Monday, March 19, 2012

Best Flexible Molds has a new YouTube Channel!

Check out the videos making and molding oval faux Turquoise (shown right) on our new Best Flexible Mold's YouTube Channel.

I did not know it, but if you put up your multiple videos, a series on one theme in order, eg. video 1, video 2, video 3 etc. the first one uploaded will be at the bottom of the list when viewed! Seems like I learn something new every day. :-)

So, to view molding the oval faux Turquoise cabochon from start to finish, begin with Polymer Clay Faux Turquoise Cabochon-I- Molding and go up from there.

I continue to make videos of cabochons made using the new mold PJ046 Deep Cabochons and upload them.

The video for the square cabochon shown left is a sanding how-to that is three-fold.

  1. Identifying the types of sanding paper/sponges that I mainly use.
  2. How to wet-sand faux turquoise to remove the black paint used to coat the tiny bits that, when pressed together to make up the turquoise.
  3. How to wet-sand to remove a coating of black paint that may be used to fill any voids between the tiny bits that form the faux turquoise.

With faux turquoise the tighter you press the clay into the mold, the tighter the lines will be between the bits of clay. These tight joins do not leave any voids. See the closeup right showing the tight lines with no voids.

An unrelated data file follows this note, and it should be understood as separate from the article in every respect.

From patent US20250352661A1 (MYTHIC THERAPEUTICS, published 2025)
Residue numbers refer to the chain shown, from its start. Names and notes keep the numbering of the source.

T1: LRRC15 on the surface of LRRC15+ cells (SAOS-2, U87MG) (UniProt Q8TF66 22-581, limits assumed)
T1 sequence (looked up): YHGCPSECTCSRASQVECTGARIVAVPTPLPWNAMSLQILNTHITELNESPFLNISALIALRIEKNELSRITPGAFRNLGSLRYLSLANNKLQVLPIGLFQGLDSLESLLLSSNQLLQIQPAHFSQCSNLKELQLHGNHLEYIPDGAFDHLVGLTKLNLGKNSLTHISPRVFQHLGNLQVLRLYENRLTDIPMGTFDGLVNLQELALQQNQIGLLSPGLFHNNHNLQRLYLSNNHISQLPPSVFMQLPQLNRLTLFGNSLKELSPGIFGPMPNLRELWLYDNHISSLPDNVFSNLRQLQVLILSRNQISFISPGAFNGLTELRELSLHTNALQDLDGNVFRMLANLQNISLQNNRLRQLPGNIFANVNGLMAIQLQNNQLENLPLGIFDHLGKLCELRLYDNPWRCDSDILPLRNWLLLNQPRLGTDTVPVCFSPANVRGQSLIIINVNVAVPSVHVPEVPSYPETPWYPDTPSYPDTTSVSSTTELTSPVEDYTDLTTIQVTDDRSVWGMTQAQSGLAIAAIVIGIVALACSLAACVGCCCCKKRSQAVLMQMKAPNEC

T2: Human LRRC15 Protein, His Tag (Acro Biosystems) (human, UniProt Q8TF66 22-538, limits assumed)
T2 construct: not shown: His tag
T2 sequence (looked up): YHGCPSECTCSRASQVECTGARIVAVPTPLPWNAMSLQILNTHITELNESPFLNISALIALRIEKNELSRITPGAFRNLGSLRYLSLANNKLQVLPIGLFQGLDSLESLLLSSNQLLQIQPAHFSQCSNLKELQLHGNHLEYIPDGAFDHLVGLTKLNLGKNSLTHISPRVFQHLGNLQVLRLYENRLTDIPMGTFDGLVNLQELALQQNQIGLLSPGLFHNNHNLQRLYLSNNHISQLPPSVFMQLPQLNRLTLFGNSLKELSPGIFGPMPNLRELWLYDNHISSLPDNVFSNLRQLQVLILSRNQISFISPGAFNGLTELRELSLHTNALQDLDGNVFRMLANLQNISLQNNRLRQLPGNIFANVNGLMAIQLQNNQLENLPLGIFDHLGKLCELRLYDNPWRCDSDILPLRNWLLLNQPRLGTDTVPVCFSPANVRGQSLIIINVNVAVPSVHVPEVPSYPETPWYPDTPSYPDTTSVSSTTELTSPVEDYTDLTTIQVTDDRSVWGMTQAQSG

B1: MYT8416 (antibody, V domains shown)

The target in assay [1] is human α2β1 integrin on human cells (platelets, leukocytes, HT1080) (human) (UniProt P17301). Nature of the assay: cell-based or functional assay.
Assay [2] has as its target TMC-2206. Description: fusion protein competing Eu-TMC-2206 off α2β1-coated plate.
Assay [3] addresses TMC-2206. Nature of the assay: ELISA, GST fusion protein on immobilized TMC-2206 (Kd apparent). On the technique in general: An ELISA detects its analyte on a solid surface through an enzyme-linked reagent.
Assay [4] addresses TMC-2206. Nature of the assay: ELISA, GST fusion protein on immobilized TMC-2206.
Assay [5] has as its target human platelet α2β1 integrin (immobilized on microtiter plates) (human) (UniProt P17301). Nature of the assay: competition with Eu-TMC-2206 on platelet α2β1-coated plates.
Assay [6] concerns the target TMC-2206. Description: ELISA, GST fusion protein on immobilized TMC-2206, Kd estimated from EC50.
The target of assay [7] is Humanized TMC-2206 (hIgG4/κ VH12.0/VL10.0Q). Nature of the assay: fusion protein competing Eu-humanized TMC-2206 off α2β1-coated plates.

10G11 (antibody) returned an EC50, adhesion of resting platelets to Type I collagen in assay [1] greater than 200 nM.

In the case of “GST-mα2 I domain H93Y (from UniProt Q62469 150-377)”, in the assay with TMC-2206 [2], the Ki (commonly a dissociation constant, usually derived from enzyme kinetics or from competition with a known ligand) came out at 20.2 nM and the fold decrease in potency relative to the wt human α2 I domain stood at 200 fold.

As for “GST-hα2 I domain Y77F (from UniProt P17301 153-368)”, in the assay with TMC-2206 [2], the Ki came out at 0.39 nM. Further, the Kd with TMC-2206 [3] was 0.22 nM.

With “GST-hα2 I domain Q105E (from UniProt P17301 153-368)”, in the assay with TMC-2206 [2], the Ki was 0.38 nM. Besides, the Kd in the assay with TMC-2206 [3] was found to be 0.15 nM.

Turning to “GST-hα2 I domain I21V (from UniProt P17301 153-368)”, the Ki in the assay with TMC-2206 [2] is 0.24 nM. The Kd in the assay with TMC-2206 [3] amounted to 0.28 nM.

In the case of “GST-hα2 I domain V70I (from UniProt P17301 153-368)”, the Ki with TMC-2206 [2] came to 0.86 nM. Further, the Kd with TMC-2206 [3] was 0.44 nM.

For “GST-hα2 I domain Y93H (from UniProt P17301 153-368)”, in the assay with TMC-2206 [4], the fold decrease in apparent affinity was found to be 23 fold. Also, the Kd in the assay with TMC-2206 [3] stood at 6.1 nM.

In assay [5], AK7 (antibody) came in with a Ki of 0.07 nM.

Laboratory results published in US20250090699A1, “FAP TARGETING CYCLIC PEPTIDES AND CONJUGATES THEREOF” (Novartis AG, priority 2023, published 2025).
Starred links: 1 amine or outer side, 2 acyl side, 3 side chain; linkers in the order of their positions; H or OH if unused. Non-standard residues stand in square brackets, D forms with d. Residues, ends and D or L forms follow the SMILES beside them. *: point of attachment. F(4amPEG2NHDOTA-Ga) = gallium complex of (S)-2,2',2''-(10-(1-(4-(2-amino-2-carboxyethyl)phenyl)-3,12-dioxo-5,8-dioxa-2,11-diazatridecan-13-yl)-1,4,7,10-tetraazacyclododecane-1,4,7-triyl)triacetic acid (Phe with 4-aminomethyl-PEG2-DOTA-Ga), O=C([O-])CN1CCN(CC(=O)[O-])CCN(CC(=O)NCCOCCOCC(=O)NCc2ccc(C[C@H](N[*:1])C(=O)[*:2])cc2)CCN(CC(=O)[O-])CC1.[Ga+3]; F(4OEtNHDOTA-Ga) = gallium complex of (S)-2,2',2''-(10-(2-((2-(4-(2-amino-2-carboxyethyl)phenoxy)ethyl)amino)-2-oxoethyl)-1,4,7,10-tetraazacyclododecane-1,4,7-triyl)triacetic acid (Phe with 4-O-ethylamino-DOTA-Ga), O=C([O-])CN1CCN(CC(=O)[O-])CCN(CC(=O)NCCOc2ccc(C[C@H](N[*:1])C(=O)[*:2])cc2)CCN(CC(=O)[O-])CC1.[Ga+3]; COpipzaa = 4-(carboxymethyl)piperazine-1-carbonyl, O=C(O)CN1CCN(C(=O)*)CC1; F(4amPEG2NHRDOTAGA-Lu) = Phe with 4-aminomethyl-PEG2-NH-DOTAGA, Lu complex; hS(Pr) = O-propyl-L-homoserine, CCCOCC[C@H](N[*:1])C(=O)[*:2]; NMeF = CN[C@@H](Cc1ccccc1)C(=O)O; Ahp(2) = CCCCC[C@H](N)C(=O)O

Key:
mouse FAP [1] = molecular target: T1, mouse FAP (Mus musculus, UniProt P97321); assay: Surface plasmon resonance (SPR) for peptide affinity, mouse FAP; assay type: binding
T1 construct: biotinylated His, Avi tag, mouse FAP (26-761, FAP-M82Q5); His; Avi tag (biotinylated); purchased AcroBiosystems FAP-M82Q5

However, when the bits of clay are pressed into the mold less firmly it will leave voids as the two rings on this page show. To fill the voids, the cabochon will be painted with heavy body acrylic (tube) black paint after it is baked and cooled. The heavy body acrylic paint will fill the voids between the bits of clay.

Either way, thin or thicker lines, both are lovely and have a beauty all their own.

After baking, cooling and the paint is dry it will need to be sanded from the surface to reveal the wonderful faux turquoise. To make this easy to do at my work table I spritz water into a shallow plastic dish. The 'dish' in the video is from a frozen entree. I cut the sides away leaving a 1/2 to 1 inch edge sticking up. I work in this little 'tray' with small pieces of wet-dry sand paper and water from a spritzer.

The sanding was done in real time so you can tell that it does not take a great deal of time to remove the paint from the outside of the cabochon.

After sanding, you can continue to sand using finer and finer sandpaper and buff to a shine or you can varnish the cabochon. I chose to varnish the cab using Min-Wax Polycrylic varnish. Sometimes I use Future floor wax instead of the varnish. But, which ever I use, after applying two to three coats allowing drying time in between, I'll reheat the bead/cabochon to 215° F for about 15 minutes.

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